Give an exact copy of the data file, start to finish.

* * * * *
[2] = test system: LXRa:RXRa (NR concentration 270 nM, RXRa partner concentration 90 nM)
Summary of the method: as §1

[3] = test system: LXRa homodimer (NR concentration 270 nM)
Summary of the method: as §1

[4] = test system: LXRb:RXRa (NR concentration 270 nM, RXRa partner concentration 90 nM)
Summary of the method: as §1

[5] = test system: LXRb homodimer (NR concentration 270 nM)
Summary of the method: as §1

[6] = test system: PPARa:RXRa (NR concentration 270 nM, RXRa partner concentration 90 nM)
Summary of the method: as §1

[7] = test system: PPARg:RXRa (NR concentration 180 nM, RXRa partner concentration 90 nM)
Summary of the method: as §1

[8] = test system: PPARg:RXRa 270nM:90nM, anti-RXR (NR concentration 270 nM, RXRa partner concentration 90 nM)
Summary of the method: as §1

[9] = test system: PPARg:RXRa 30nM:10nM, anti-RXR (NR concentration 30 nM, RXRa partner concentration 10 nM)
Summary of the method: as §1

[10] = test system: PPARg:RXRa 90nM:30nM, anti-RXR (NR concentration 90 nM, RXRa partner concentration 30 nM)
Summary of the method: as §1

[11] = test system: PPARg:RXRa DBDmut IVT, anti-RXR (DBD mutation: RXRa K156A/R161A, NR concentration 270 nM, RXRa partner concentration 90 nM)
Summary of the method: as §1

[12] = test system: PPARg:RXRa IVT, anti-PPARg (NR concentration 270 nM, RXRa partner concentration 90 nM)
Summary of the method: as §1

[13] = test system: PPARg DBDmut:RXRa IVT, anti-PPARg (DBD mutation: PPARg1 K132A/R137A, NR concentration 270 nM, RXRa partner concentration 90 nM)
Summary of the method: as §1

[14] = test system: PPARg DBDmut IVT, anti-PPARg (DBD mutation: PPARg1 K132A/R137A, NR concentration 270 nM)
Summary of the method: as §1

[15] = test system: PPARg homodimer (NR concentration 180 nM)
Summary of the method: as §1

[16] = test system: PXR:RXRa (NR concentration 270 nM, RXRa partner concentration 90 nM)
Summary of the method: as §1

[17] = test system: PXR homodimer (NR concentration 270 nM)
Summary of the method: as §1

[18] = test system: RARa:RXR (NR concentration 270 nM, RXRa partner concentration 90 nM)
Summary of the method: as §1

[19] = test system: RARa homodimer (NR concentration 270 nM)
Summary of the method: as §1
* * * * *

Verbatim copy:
[2] = test system: LXRa:RXRa (NR concentration 270 nM, RXRa partner concentration 90 nM)
Summary of the method: as §1

[3] = test system: LXRa homodimer (NR concentration 270 nM)
Summary of the method: as §1

[4] = test system: LXRb:RXRa (NR concentration 270 nM, RXRa partner concentration 90 nM)
Summary of the method: as §1

[5] = test system: LXRb homodimer (NR concentration 270 nM)
Summary of the method: as §1

[6] = test system: PPARa:RXRa (NR concentration 270 nM, RXRa partner concentration 90 nM)
Summary of the method: as §1

[7] = test system: PPARg:RXRa (NR concentration 180 nM, RXRa partner concentration 90 nM)
Summary of the method: as §1

[8] = test system: PPARg:RXRa 270nM:90nM, anti-RXR (NR concentration 270 nM, RXRa partner concentration 90 nM)
Summary of the method: as §1

[9] = test system: PPARg:RXRa 30nM:10nM, anti-RXR (NR concentration 30 nM, RXRa partner concentration 10 nM)
Summary of the method: as §1

[10] = test system: PPARg:RXRa 90nM:30nM, anti-RXR (NR concentration 90 nM, RXRa partner concentration 30 nM)
Summary of the method: as §1

[11] = test system: PPARg:RXRa DBDmut IVT, anti-RXR (DBD mutation: RXRa K156A/R161A, NR concentration 270 nM, RXRa partner concentration 90 nM)
Summary of the method: as §1

[12] = test system: PPARg:RXRa IVT, anti-PPARg (NR concentration 270 nM, RXRa partner concentration 90 nM)
Summary of the method: as §1

[13] = test system: PPARg DBDmut:RXRa IVT, anti-PPARg (DBD mutation: PPARg1 K132A/R137A, NR concentration 270 nM, RXRa partner concentration 90 nM)
Summary of the method: as §1

[14] = test system: PPARg DBDmut IVT, anti-PPARg (DBD mutation: PPARg1 K132A/R137A, NR concentration 270 nM)
Summary of the method: as §1

[15] = test system: PPARg homodimer (NR concentration 180 nM)
Summary of the method: as §1

[16] = test system: PXR:RXRa (NR concentration 270 nM, RXRa partner concentration 90 nM)
Summary of the method: as §1

[17] = test system: PXR homodimer (NR concentration 270 nM)
Summary of the method: as §1

[18] = test system: RARa:RXR (NR concentration 270 nM, RXRa partner concentration 90 nM)
Summary of the method: as §1

[19] = test system: RARa homodimer (NR concentration 270 nM)
Summary of the method: as §1